Constraining choice isn’t necessarily a good thing when it comes to managers’ problem-solving, according to a new Canadian study.

Managers tend to pick higher-risk options when forced to choose between competing alternatives to complex situations, according to researchers from the University of Guelph and University of Waterloo whose study was published recently in the Journal of Business Ethics.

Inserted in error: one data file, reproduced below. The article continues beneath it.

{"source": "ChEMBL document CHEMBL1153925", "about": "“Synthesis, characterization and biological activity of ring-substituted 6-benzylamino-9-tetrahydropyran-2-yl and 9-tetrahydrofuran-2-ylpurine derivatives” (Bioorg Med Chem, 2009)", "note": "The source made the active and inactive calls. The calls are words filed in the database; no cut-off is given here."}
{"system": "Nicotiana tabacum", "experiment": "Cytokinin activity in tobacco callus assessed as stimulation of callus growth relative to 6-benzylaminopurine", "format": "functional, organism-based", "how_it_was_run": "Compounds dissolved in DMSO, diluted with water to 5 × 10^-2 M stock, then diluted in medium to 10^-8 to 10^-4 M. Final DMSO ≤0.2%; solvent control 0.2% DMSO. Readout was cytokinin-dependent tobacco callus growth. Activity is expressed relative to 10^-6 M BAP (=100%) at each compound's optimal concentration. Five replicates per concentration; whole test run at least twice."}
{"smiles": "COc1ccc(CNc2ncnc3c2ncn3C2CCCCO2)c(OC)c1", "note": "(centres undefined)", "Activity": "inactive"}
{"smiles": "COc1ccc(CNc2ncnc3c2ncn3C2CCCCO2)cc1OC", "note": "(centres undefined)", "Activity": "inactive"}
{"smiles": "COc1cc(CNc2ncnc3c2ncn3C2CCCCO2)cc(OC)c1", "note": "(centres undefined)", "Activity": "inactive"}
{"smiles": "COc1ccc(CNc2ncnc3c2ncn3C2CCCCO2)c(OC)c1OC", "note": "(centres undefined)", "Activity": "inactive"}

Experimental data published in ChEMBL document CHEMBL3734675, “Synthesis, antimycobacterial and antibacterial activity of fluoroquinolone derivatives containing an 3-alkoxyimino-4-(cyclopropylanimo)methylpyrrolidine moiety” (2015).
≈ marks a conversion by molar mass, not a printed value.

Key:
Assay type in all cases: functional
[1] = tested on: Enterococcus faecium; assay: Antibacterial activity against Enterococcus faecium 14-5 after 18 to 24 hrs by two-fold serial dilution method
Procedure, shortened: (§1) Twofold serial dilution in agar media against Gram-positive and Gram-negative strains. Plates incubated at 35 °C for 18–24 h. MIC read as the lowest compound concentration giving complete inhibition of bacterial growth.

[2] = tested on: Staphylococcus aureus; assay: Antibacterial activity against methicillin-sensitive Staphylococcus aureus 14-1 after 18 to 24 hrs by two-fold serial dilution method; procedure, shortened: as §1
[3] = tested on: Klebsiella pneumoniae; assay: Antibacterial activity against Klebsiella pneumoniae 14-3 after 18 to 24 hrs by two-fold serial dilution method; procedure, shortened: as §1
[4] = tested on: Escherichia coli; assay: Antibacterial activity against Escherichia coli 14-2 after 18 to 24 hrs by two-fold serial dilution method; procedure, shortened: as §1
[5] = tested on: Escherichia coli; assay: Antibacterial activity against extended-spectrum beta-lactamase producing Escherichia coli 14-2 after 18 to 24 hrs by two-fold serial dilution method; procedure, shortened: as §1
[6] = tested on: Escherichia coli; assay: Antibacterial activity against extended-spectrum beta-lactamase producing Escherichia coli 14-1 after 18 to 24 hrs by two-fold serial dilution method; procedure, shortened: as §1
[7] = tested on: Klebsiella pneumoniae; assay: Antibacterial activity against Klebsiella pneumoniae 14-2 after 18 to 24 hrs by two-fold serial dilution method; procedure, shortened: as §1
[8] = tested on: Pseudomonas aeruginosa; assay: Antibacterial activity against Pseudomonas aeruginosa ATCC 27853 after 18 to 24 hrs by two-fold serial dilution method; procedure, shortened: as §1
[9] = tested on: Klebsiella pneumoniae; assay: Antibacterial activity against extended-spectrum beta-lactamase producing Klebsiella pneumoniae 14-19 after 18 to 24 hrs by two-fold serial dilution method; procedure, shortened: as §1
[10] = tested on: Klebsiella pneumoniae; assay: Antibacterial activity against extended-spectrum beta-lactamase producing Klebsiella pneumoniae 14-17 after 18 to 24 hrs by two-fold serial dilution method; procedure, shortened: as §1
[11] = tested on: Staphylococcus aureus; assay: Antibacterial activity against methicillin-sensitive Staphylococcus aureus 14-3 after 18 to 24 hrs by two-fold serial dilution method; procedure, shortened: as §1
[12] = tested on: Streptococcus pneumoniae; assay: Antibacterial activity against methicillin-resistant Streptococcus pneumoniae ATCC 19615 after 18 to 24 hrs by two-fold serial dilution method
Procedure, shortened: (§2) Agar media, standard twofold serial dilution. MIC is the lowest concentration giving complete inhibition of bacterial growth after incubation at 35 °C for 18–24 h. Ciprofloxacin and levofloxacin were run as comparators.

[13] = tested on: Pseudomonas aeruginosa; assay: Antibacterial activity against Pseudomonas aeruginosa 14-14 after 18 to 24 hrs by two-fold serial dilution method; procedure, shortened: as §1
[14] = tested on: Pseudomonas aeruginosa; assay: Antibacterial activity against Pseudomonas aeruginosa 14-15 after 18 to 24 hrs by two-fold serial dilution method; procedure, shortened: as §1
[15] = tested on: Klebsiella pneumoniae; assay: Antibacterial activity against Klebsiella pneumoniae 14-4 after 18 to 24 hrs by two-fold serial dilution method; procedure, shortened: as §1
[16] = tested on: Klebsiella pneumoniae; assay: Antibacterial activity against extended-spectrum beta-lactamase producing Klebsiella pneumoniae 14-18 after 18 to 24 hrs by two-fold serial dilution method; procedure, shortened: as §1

But when they’re not forced to choose, managers tend to reflect more and solve problems with fewer negative consequences, says the study.

“One of the most powerful tools to combat high-risk or unethical decision-making may simply be offering managers the option not to choose,” said Theodore Noseworthy, a professor in Guelph’s Department of Marketing and Consumer Studies. He conducted the study with colleague Prof. Scott Colwell and lead author Prof. Michael O. Wood of Waterloo’s School of Environment, Enterprise and Development.
read more: http://www.uoguelph.ca/news/2013/01/forcing_choice.html